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Want More Clients? Here’s My Love-Based Getting Clients Checklist

Want More Clients? Here’s My Love-Based Getting Clients Checklist

Is there a secret “magical” button to getting clients?

I get this question a lot. And it makes sense — getting clients is the lifeblood for all businesses. But how do you do it?

Of course, there are a ton of answers. But because you’re here, I suspect you’re looking for proven ways to get new ideal clients in a love-based way … using methods that feel good to you and the people you’re hoping to attract.

That being said, let’s dive into my Love-Based Getting Clients Checklist:

• Know who your ideal clients are. 

Before you can attract your ideal client, you need to know who he or she is. And the best place to start is to get very clear on who your ideal client is (because your ideal client is different from your target market or niche).

• Know what is keeping your ideal clients up at night.

What, specifically, is bothering your ideal client? Does she want to make a big impact on this world? Is he searching for purpose? Is he tired of working double-full-time hours to make a part-time income? Is she exhausted from being in pain?

You must be able to dial in on their specific pain if you expect to be able to communicate how your product or service will help your ideal client.

• Know how your product or service solves this pain. 

How, exactly, does your product or service solve your ideal client’s main problem? For example, does it give her a process or system to reach the people she wants to serve? Does it give him clarity about his purpose? Does it offer a method for boosting his income while working fewer hours? Is it a new solution to help her get out of pain?

• Properly communicate how your product or service will solve your ideal client’s problems. 

Touch on pain, but don’t twist the knife.

Many heart-centered or spiritual entrepreneurs shy away from using pain in their marketing copy because it makes them feel “icky” or arm-twisty. But I’m a big proponent of using pain—respectfully—because it’s a great way to show your ideal prospects that you understand what they’re going through and that you can help them.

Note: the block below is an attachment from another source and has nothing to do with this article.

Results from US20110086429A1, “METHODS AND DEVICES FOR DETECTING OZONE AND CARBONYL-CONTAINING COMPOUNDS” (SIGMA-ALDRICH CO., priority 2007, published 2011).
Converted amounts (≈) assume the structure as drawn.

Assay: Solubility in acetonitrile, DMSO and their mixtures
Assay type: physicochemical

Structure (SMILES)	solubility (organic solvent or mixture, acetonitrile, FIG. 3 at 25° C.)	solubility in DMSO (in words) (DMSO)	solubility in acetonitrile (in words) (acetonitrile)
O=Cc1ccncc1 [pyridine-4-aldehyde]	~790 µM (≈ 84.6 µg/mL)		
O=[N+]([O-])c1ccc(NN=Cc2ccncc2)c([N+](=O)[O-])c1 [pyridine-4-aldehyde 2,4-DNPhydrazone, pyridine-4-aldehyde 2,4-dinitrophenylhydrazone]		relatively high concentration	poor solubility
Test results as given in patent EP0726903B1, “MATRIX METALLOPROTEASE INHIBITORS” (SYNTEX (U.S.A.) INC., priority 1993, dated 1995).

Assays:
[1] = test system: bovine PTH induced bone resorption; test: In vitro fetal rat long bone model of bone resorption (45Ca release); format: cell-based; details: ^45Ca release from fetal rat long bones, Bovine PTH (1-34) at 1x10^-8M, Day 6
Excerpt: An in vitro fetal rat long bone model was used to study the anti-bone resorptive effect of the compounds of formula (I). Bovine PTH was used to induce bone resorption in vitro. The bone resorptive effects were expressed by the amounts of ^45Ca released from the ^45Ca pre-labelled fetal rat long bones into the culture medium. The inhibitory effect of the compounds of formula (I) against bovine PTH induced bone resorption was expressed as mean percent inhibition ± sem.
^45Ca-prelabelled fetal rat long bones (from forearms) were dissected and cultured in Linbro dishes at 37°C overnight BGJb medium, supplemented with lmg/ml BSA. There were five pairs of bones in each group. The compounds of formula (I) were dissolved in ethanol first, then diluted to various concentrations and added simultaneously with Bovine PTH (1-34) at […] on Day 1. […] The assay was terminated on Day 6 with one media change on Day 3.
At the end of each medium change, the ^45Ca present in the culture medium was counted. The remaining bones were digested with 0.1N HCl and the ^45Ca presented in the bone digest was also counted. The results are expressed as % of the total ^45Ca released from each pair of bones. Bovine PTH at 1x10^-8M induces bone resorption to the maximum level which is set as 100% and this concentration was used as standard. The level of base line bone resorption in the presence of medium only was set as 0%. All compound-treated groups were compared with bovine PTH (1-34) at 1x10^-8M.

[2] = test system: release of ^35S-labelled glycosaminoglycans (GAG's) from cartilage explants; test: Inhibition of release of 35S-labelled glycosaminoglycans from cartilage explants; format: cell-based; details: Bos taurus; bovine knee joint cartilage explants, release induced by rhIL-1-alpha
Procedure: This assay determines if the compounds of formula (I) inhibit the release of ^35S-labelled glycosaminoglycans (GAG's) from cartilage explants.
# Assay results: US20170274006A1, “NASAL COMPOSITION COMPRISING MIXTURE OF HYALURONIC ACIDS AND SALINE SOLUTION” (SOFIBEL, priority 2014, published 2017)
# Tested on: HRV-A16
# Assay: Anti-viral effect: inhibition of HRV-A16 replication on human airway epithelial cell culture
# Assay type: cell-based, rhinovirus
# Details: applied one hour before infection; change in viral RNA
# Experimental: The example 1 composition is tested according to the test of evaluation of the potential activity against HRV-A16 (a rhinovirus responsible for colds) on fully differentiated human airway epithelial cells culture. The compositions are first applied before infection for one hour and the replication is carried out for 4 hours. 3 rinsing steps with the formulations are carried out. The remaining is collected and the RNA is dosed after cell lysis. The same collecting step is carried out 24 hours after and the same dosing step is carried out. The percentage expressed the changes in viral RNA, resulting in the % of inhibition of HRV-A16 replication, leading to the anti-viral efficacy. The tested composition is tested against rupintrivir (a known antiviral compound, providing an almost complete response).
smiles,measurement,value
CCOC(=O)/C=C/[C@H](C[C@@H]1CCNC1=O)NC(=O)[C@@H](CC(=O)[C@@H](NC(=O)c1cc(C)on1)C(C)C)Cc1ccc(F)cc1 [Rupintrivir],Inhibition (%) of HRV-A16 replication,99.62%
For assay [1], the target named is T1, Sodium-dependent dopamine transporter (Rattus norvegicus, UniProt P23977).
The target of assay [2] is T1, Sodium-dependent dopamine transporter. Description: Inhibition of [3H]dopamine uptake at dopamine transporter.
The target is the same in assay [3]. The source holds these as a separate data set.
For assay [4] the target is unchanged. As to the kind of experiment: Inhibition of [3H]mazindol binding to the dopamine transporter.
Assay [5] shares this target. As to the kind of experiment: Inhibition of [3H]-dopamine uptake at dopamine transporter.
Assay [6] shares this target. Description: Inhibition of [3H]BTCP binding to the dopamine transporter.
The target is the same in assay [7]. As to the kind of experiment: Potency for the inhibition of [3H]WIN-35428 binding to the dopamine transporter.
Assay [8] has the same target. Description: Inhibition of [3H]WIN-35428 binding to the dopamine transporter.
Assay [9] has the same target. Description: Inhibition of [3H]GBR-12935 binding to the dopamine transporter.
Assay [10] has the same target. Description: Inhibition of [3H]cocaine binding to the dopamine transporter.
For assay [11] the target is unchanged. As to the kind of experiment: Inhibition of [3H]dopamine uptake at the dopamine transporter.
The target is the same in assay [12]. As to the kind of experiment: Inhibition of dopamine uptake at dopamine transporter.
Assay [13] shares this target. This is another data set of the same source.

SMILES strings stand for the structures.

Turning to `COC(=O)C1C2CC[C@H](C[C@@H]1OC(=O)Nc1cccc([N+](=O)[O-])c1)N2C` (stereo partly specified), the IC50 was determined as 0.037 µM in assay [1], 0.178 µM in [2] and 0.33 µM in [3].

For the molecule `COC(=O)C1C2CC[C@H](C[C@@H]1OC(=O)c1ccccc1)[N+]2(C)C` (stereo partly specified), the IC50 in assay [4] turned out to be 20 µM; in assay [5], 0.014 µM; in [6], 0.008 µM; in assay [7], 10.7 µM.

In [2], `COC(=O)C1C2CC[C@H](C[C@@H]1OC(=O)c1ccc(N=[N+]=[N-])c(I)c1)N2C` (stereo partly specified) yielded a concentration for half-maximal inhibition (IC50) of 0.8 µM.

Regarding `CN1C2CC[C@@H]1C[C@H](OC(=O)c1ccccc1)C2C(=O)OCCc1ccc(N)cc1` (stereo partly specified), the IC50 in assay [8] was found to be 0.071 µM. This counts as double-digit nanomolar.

Of course, you don’t want to use fear-based emotions like shame or guilt when you’re mentioning their pain, and don’t use your copy to agitate their pain to the level of suffering!

Use your ideal clients’ language, not your own.

Don’t try to be cutesy when it comes to writing your copy. Instead, use the very same words and phrases your ideal clients would use. If you’re not sure what those words and phrases are, ask your ideal clients. Survey them, or ask them on your social networking channels or Internet groups.

Know where your ideal clients hang out, online and offline—and then hang out there, too. 

The first step to knowing where your ideal clients hang out is to get to know them on a really deep level. Once you know, you need to ramp up your presence in those places … even if they aren’t your favorite places (because you are not necessarily your own ideal client). If your ideal clients don’t have the chance to get to know you, by hanging out with you, then you’re going to have a tough time convincing them to work with you.

Connect with your ideal clients when you meet them—without trying to “sell” them.

When you meet your ideal clients, connect with them on a personal level. You may share your expertise or answer questions. Or, you may discuss your favorite books or TV shows, or your pets or hobbies. You may discuss your family life, your favorite city to visit, or your favorite foods. Letting people in on who you are is a huge element of the know, like, trust factor.

• Be accessible and visible, consistently.

It’s simple math: the more you’re “out and about,” whether it’s virtually or at networking events, the more opportunities you create to connect with your ideal clients. So whether you are going to networking events, hanging out online, or whatever you choose to do, be consistent about it.

• Follow up with the people who raised their hands and said they were interested in getting to know you or work with you.

Lack of follow-up is like leaving money on the table. Keep in mind that in today’s society, we’re all receiving countless messages every day. The volume is so great that many people don’t even hear these messages! So follow-up is key—again, it provides you with more opportunities to ensure your ideal prospects remember you, and remember why they were interested in the first place.

The more you get yourself out there, the more you share your voice, your personality, and your expertise, the higher the chances that you’ll land in front of your ideal prospects and ideal clients!

So, that’s the Love-Based Getting Clients Checklist — use it anytime you want to jumpstart getting clients in the door.